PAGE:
Natural and Built Environment Bill Reform Series: Landscapes

26 Jun 23

Removal of amenity values in landscape assessments

The Natural and Built Environment Bill (NBE Bill) introduces new system outcomes that will require the National Planning Framework and all plans to provide for the protection, or if degraded, restoration of Outstanding Natural Landscapes and Outstanding Natural Features (ONL/ONFs) as well as the natural character of the coastal environment, wetlands, and lakes and rivers including their margins. Section 6 of the Resource Management Act 1991 (RMA) provides for the protection of outstanding natural features and landscapes as a matter of national importance. Under section 7 case law emerged giving weight to amenity values when assessing effects of an activity on landscapes. The Bill removes amenity values, the policy objective behind the removal is to remove amenity as a value that stalls development and is often, colloquially, recognised as the NIMBY clause.

The Bill does not refer to Te Tangi a te Manu: The Aotearoa Landscape Assessment Guidelines released in 2020. The intent behind the release of the guidelines was “to provide a stronger platform from which to assess and manage New Zealand landscapes”[1]. Te Tangi a te Manu: The Aotearoa Landscape Assessment Guidelines are a collaborative work by New Zealand Landscape Architects drawing on collective knowledge and experience in the profession, research of international guidelines and a significant body of New Zealand case law. The New Zealand Institute of Landscape Architects (NZILA) recommended changes to the Bill that included changes to the definition of ‘environment’ and defining Landscape. None of the recommended changes to the exposure draft by NZILA were included into the Bill.

In summary:

  • The Bill removes amenity as a matter to have regard to and removes any express reference to amenity values, often considered in a landscape assessment.
  • The new definition of cultural heritage includes cultural landscapes, however leaves the phrase undefined in the Bill.
  • Places of natural importance include an outstanding feature or outstanding natural landscape and specified cultural heritage.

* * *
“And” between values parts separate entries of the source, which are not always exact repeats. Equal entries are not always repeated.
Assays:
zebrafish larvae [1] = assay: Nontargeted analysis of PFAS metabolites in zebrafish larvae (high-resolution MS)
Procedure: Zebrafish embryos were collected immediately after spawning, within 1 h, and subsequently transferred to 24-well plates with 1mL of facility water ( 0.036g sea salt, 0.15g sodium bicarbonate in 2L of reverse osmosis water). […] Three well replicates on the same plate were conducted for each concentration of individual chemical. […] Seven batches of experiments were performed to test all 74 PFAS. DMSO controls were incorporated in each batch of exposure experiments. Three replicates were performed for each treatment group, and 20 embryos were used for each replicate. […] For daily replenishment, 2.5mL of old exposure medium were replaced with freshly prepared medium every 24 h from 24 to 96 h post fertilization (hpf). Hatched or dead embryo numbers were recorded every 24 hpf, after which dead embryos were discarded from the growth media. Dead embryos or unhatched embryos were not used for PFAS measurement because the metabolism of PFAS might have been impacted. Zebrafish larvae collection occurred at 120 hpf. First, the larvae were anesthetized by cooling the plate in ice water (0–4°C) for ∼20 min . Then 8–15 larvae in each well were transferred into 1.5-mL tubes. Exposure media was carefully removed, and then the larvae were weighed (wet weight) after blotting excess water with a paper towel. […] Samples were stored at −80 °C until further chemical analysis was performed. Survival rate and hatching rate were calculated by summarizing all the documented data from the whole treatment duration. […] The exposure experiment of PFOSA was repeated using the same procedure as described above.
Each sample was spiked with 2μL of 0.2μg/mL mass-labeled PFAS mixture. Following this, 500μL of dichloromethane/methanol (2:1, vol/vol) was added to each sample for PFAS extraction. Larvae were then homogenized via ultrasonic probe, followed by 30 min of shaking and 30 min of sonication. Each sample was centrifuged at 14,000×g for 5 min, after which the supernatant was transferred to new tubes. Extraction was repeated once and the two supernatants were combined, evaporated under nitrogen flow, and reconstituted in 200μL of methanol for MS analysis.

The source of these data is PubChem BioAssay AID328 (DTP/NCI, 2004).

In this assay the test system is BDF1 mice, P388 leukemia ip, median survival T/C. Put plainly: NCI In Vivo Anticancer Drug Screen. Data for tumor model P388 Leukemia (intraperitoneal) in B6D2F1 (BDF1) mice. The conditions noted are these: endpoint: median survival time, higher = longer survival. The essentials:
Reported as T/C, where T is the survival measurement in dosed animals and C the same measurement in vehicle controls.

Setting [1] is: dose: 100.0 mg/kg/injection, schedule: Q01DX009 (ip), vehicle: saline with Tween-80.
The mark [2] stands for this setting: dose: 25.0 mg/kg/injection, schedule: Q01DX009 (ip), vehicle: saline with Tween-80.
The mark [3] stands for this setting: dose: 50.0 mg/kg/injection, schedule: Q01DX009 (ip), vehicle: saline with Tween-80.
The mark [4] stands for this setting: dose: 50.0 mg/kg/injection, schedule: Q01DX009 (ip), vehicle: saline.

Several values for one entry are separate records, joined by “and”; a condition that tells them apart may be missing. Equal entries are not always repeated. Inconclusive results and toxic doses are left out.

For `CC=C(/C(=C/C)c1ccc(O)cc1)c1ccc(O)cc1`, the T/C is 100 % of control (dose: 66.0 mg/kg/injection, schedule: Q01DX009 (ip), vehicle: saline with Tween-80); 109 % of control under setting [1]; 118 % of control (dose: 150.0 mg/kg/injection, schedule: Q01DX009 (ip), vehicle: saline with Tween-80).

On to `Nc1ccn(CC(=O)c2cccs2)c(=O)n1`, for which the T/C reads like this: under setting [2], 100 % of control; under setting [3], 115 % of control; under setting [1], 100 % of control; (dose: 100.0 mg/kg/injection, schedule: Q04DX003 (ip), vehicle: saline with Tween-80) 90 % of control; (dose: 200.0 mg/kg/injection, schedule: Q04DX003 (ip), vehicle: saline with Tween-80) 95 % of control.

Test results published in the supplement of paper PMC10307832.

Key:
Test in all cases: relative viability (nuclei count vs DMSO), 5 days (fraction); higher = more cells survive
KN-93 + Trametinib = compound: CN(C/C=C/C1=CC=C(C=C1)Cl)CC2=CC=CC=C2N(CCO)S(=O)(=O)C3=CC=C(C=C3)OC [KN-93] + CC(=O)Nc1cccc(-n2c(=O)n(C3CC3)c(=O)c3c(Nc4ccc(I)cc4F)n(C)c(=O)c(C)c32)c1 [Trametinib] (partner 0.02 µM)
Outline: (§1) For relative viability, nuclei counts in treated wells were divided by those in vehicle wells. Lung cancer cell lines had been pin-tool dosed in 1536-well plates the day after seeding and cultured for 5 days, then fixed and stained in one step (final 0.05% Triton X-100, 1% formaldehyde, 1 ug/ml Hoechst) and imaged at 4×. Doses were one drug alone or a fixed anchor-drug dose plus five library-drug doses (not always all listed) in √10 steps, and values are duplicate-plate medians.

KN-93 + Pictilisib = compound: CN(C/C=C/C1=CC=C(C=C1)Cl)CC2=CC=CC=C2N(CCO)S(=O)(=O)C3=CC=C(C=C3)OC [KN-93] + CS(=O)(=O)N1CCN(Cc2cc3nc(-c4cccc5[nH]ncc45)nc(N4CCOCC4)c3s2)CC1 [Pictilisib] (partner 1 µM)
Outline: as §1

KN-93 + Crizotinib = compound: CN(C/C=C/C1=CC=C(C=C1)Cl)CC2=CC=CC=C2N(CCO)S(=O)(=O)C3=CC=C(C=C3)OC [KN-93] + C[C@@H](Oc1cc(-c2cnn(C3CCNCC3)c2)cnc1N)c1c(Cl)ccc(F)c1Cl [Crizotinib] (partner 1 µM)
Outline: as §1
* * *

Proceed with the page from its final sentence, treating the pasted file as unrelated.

• The landscape context must be considered when offsetting or redressing any use of biodiversity or cultural heritage sites.
  • Any physical effects on the locality, including any landscape and visual effects, must still be addressed in the Assessment of Environmental Effects when assessing the effects proposed activity on the environment.

General themes from industry submissions on the landscape aspects of the Bill include:

  • Supportive of a definition of the environment that recognises people and communities as a part of the environment and generally support the inclusion of te Oranga o te Taiao.
  • Propose that system outcomes should also include an outcome that recognises positive human relationships with place as a necessary part of supporting human well-being.
  • Concern there is a tension with the national direction for outstanding natural landscapes and features. Many have ONLs and ONFs been identified regionally but have yet to be evaluated at a national scale.
  • Concern that the use of ‘trivial’ effects suggests a higher threshold than the existing King Salmon threshold which supports a tolerance of ‘minor’ or ‘transient’.
  • Believe Spatial Plans need to engage with and address landscape characteristics and values in the Bill as part of supporting appropriate development, use or protection.

[1] Te Tangi a te Manu, [accessed: 07 February 2023]

Want to know more?

Please contact a member of our Environments, Planning and Natural Resources Team if you would like to know more.

PDF version: here.